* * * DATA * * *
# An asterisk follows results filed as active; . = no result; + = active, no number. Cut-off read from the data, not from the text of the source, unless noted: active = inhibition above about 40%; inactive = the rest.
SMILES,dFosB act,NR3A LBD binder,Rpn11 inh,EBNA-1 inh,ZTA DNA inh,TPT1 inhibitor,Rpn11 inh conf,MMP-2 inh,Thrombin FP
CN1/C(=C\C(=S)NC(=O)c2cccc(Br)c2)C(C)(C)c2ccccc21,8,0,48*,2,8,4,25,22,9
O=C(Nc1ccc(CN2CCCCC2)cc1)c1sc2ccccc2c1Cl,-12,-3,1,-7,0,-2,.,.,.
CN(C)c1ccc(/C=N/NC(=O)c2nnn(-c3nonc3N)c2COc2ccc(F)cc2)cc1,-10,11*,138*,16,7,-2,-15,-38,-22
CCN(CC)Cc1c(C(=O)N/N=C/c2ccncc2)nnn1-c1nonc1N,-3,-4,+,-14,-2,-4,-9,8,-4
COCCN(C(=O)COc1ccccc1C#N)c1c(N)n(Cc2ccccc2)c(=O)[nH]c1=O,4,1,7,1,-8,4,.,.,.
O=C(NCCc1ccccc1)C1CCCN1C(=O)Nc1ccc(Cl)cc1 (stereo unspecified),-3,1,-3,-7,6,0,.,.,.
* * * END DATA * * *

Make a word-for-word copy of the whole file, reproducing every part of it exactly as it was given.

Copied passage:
# An asterisk follows results filed as active; . = no result; + = active, no number. Cut-off read from the data, not from the text of the source, unless noted: active = inhibition above about 40%; inactive = the rest.
SMILES,dFosB act,NR3A LBD binder,Rpn11 inh,EBNA-1 inh,ZTA DNA inh,TPT1 inhibitor,Rpn11 inh conf,MMP-2 inh,Thrombin FP
CN1/C(=C\C(=S)NC(=O)c2cccc(Br)c2)C(C)(C)c2ccccc21,8,0,48*,2,8,4,25,22,9
O=C(Nc1ccc(CN2CCCCC2)cc1)c1sc2ccccc2c1Cl,-12,-3,1,-7,0,-2,.,.,.
CN(C)c1ccc(/C=N/NC(=O)c2nnn(-c3nonc3N)c2COc2ccc(F)cc2)cc1,-10,11*,138*,16,7,-2,-15,-38,-22
CCN(CC)Cc1c(C(=O)N/N=C/c2ccncc2)nnn1-c1nonc1N,-3,-4,+,-14,-2,-4,-9,8,-4
COCCN(C(=O)COc1ccccc1C#N)c1c(N)n(Cc2ccccc2)c(=O)[nH]c1=O,4,1,7,1,-8,4,.,.,.
O=C(NCCc1ccccc1)C1CCCN1C(=O)Nc1ccc(Cl)cc1 (stereo unspecified),-3,1,-3,-7,6,0,.,.,.